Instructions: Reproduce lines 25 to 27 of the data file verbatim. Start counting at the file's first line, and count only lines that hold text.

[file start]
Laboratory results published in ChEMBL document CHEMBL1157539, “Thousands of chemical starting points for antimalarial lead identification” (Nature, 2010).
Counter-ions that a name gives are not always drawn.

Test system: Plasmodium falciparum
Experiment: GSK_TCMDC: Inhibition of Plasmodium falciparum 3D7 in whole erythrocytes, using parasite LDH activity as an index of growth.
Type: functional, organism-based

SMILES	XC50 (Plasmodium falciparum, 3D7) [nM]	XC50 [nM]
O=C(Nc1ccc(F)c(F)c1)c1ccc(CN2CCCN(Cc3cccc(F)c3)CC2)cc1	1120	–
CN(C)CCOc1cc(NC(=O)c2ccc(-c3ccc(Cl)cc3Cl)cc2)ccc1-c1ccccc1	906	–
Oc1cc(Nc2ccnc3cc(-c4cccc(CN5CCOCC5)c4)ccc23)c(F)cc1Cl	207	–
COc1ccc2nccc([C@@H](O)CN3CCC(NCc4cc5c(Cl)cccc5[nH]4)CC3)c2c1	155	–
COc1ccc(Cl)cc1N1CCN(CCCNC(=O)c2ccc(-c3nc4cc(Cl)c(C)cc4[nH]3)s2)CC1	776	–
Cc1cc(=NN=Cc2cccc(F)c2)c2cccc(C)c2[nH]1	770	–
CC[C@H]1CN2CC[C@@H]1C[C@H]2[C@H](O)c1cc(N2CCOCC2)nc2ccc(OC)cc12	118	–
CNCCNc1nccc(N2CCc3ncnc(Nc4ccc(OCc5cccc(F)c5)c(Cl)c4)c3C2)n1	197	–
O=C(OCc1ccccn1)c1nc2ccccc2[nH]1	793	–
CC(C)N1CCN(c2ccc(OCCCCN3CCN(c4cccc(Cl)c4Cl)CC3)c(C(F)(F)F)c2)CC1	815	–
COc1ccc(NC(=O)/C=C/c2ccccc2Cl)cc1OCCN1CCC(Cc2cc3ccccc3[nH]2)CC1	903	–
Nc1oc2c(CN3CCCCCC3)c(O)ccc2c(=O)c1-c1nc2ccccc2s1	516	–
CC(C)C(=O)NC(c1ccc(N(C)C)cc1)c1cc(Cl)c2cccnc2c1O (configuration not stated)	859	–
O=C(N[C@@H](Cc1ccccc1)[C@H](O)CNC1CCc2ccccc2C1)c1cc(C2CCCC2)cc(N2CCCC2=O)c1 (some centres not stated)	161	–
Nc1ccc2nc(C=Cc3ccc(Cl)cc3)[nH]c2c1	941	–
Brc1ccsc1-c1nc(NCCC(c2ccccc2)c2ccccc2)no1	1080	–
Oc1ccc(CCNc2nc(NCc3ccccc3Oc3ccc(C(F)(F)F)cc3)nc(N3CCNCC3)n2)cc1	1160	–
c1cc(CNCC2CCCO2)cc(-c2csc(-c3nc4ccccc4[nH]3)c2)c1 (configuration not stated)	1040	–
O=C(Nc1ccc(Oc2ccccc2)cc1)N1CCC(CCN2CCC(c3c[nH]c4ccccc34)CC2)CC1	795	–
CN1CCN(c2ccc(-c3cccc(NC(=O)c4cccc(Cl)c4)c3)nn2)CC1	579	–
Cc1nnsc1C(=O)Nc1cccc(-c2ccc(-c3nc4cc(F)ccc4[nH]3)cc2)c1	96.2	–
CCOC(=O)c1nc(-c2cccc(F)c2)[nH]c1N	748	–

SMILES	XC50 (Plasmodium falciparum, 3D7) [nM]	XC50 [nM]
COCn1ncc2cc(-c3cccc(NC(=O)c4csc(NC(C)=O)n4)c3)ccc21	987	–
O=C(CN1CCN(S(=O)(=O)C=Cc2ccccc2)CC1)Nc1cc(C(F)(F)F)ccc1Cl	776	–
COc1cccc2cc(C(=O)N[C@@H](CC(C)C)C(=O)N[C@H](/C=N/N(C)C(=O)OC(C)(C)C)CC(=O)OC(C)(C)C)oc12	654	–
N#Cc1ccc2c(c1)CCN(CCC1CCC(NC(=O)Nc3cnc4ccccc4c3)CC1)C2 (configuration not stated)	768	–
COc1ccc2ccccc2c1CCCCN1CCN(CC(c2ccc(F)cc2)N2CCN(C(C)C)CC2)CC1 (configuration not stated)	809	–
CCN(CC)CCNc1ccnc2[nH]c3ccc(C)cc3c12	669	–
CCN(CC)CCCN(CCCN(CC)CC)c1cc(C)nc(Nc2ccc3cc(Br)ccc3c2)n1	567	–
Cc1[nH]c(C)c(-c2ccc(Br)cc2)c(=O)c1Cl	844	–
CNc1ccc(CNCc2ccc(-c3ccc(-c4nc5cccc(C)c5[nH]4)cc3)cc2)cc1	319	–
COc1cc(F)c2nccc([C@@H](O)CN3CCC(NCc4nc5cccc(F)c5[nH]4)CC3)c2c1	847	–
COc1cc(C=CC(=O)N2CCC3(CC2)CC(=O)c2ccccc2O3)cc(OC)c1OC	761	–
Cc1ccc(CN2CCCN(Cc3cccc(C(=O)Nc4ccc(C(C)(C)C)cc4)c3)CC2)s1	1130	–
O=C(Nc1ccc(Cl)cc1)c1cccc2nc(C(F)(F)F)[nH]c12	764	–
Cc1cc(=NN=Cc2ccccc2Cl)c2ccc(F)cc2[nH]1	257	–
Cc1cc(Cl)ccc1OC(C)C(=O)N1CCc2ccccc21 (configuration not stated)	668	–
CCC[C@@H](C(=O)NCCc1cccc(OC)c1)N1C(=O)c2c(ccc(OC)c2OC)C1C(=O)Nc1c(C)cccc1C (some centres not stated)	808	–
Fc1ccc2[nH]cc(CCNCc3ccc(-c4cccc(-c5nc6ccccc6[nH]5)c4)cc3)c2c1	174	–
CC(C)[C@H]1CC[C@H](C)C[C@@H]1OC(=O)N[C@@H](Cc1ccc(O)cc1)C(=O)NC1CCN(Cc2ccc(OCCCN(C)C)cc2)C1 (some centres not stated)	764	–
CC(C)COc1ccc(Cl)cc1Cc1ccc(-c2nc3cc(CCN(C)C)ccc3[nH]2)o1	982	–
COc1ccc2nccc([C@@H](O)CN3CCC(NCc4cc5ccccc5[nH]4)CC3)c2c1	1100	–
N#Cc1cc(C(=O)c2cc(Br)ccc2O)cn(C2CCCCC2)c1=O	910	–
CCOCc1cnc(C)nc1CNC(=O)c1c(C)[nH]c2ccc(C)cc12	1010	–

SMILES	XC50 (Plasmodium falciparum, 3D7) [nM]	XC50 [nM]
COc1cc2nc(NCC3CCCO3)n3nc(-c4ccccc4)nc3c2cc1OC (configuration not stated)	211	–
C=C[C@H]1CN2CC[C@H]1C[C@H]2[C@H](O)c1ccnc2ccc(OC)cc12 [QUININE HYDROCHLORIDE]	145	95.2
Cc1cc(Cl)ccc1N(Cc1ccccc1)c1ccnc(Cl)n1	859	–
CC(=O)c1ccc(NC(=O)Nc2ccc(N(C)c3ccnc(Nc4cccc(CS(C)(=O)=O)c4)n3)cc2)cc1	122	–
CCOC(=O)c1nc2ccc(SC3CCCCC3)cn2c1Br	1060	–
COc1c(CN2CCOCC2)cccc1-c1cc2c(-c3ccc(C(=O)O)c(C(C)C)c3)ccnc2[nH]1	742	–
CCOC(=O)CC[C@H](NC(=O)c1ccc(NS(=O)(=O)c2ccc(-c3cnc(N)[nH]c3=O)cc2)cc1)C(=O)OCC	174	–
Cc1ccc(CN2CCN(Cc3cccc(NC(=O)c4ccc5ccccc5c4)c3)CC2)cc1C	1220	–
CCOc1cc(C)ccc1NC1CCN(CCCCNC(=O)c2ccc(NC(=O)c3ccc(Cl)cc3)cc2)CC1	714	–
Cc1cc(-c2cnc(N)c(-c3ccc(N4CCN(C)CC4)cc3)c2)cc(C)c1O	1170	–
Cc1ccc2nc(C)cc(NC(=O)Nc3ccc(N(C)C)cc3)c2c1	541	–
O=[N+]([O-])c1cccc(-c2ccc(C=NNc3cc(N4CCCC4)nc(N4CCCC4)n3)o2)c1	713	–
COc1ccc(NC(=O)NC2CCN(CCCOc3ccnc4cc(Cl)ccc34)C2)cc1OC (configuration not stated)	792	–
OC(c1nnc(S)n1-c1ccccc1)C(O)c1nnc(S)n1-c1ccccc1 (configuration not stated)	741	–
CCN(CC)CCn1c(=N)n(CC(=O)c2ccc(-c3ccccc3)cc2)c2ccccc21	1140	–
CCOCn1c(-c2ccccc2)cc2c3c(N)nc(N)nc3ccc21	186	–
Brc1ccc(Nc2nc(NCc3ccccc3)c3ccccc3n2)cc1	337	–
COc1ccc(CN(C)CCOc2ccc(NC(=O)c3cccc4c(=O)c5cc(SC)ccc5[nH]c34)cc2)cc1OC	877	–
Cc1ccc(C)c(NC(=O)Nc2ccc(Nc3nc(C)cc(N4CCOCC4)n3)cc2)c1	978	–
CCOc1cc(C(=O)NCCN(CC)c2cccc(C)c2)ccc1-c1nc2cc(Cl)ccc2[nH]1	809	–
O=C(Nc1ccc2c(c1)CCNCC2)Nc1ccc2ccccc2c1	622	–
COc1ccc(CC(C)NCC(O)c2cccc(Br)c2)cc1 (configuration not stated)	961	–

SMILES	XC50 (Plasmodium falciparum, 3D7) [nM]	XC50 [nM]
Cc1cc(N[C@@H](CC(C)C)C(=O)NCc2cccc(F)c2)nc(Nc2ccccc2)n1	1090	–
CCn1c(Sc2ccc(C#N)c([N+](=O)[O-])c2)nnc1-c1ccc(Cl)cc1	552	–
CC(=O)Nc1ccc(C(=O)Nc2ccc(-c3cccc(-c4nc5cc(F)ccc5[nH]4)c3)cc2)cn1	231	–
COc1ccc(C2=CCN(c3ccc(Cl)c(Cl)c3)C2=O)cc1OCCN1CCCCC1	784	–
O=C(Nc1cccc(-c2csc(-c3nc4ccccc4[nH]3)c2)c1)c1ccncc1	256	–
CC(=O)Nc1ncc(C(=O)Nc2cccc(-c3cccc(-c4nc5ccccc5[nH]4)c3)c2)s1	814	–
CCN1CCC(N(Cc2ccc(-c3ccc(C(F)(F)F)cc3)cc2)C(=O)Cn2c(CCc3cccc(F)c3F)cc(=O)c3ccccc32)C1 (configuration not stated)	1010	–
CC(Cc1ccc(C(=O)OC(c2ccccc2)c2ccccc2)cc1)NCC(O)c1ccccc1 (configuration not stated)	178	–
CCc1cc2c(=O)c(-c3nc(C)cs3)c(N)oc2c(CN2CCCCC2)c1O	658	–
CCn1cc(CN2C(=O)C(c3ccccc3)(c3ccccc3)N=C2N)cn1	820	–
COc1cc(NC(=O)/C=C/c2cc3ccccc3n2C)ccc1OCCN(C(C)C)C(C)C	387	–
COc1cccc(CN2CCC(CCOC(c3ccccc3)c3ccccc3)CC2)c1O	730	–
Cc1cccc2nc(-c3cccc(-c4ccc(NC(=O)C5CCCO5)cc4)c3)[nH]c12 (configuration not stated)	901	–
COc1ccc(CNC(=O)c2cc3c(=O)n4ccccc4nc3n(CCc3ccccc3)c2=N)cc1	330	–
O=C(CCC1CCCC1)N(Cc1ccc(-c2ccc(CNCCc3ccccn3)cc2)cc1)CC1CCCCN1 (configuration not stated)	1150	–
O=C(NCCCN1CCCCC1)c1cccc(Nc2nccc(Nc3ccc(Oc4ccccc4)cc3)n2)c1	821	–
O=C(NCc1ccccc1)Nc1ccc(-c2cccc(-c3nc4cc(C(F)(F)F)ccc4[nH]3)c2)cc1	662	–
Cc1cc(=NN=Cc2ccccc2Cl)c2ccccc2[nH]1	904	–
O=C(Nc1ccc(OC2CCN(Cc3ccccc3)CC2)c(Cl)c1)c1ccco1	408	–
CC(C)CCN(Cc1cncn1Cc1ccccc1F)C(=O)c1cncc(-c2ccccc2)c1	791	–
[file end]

O=C(Nc1ccc(Oc2ccccc2)cc1)N1CCC(CCN2CCC(c3c[nH]c4ccccc34)CC2)CC1	795	–
CN1CCN(c2ccc(-c3cccc(NC(=O)c4cccc(Cl)c4)c3)nn2)CC1	579	–
Cc1nnsc1C(=O)Nc1cccc(-c2ccc(-c3nc4cc(F)ccc4[nH]3)cc2)c1	96.2	–